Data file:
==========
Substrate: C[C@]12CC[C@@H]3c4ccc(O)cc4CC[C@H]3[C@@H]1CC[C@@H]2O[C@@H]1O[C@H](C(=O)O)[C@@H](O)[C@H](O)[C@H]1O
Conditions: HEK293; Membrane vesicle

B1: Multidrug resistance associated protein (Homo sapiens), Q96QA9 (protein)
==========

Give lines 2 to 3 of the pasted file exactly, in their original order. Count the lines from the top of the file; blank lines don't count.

Conditions: HEK293; Membrane vesicle

B1: Multidrug resistance associated protein (Homo sapiens), Q96QA9 (protein)